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Upper gastrointestinal EMR service: long-term feasibility, safety, efficacy and cost effectiveness from a large UK centre
  1. P J Basford *1,
  2. R J Mead1,
  3. M D Duku1,
  4. G R Longcroft-Wheaton1,
  5. S Somers2,
  6. S Toh2,
  7. S Mercer2,
  8. D Poller3,
  9. D Cowlishaw3,
  10. P Bhandari1
  1. 1Department of Gastroenterology, Portsmouth Hospitals NHS Trust, Portsmouth, UK
  2. 2Department of Surgery, Portsmouth Hospitals NHS Trust, Portsmouth, UK
  3. 3Department of Histopathology, Portsmouth Hospitals NHS Trust, Portsmouth, UK


Introduction Endoscopic resection (ER) is an accepted treatment of early upper gastrointestinal neoplasia in Europe, but surgery remains the gold standard in the UK due to lack of data. We started an upper gastrointestinal ER service in 2005 and are reporting our 6 year outcome data. We serve six different regional cancer centres.

Methods We analysed our database of all upper gastrointestinal (UGI) endoscopic resection procedures performed at our centre for the period 2005–2010. All procedures were carried out by a single skilled endoscopist. Demographic data, histology, procedure success, long-term outcome and complications were assessed.

Results We have performed 160 UGI ER procedures (108 oesophageal (O), 29 gastric (G), 33 duodenal/ampullary (D)) in 127 patients (O=75, G=25, D=27).

Mean age was 65.9 years (range 25–94). A mean of 1.32 UGI ER procedures were performed per patient (range 1–5). All neoplastic cases were diagnosed as high grade dysplasia or intramucosal cancer prior to EMR.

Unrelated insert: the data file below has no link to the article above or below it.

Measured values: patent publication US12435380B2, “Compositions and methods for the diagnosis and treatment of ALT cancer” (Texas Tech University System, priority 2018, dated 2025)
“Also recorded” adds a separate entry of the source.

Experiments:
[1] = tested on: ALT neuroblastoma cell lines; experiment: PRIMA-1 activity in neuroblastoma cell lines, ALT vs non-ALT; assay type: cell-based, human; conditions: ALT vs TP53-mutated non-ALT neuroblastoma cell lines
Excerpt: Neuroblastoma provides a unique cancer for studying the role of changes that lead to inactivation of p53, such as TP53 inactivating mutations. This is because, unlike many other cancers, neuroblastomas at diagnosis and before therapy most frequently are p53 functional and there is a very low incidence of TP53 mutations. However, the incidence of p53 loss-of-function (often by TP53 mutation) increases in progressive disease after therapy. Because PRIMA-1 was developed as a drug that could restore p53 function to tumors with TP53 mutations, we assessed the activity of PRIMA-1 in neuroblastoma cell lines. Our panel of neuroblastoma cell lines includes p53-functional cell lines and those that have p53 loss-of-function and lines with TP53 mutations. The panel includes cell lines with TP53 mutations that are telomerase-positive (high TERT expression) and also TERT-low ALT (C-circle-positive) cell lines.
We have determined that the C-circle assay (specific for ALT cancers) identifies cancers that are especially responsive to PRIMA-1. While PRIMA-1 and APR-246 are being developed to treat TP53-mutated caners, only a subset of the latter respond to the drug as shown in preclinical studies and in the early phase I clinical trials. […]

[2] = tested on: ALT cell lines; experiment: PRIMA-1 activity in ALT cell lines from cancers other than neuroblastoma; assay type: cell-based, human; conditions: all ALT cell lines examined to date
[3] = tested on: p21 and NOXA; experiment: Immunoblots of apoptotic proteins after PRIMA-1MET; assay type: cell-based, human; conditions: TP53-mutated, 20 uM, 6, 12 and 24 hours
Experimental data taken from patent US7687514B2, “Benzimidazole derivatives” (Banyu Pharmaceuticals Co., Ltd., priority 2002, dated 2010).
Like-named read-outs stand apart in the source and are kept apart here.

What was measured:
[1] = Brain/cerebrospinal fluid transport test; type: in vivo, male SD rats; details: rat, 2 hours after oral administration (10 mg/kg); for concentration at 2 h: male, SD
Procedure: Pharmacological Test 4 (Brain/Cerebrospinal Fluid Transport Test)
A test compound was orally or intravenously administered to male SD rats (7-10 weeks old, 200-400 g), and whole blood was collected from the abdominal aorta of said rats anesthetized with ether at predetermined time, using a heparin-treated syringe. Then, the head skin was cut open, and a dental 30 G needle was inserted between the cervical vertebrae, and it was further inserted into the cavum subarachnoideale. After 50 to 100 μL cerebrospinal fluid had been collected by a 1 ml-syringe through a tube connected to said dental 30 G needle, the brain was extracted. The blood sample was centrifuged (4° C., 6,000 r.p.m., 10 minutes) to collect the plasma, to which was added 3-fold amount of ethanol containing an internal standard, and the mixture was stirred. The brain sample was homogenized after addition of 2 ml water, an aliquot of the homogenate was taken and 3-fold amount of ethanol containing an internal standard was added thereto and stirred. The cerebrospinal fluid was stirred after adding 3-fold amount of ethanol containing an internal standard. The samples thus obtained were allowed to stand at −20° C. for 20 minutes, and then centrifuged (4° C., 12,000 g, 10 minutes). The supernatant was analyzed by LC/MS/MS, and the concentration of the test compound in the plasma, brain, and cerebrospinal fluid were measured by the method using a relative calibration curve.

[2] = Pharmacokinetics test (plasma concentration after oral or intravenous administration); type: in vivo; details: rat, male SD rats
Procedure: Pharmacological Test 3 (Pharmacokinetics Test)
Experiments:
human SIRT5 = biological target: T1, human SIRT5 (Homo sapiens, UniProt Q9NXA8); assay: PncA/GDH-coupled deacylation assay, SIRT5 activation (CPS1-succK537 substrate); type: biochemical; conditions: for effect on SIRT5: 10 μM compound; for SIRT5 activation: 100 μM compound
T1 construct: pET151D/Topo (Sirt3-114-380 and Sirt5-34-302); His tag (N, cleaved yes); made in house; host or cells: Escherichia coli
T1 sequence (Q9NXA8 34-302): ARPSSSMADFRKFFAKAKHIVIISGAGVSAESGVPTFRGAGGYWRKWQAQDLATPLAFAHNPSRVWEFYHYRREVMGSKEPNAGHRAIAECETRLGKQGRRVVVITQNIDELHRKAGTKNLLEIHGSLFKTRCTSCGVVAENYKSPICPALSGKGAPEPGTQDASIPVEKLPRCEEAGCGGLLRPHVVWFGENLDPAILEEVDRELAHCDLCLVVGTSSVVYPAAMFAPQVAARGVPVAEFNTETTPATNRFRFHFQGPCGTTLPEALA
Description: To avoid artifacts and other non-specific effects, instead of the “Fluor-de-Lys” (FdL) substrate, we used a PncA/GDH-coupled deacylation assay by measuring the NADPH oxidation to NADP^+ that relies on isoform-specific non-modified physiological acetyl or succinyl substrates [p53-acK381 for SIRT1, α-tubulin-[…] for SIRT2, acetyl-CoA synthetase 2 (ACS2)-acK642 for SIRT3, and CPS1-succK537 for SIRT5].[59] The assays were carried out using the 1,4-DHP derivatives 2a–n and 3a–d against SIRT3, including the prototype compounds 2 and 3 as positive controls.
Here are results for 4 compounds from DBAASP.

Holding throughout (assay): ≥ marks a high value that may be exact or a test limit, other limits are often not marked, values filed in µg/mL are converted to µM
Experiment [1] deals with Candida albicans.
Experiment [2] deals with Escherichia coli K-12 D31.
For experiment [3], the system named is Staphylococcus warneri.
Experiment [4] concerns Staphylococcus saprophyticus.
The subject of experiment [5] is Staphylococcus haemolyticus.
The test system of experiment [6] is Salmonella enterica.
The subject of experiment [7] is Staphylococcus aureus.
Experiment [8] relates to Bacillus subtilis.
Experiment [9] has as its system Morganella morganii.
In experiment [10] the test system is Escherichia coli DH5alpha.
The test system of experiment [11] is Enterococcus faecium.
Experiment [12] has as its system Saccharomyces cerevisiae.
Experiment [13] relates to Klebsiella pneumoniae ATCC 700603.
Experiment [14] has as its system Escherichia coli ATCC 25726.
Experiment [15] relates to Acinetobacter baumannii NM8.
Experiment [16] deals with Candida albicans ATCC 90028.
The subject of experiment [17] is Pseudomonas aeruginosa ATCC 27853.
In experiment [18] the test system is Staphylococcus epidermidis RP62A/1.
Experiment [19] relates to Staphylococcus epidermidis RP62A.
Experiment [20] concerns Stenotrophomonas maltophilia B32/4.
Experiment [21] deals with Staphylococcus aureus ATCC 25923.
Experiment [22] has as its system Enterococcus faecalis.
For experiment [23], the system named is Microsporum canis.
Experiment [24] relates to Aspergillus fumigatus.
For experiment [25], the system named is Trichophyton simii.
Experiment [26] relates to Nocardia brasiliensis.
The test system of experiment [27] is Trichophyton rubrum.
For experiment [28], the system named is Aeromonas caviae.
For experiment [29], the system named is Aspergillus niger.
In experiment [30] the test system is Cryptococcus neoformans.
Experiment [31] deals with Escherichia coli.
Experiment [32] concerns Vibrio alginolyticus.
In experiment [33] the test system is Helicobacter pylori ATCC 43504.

Overall complication rate was 5.0%. Specific complications were four procedural bleeds and two delayed bleeds (all controlled endoscopically) one full thickness perforation clipped endoscopically and one episode of pancreatitis. There were no cases of procedure related mortality.

25 patients (19.7%) were upstaged, having been found to have sm1 invasion or deeper on histological examination of the initial ER specimen. This group were considered for radical treatment if fit, or conservative management if unfit or through patient choice. 16 patients (O=11, G=4, D=1) proceeded to radical surgery, of which 2 patients died of postoperative complications and 2 patients died of local recurrence; the other 12 remain well. 2 patients received chemo/radiotherapy; 1 died of advanced oesophageal cancer, the other remains well.

Of the remaining 102 patients complete local remission was achieved in 79.4% of cases following a single ER procedure, and in 97.1% overall. After a mean 2.57 years follow-up; 4% of all patients are known to have recurrence or metachronous disease and are awaiting further ER.

Development of our service has potentially led to a cost saving of £91 270 per year, plus 170 bed days saved per year through reduced requirement for radical surgery.

  1. Our data demonstrates the long-term feasibility, efficacy and safety of an innovative ER service.

  2. It provides valuable information about the number and type of patients requiring this service helping inform future planning and commissioning.

  3. Our data demonstrates significant cost savings for the NHS.

  • cancer
  • EMR
  • service development
  • upper gastrointestinal tract

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  • Competing interests None.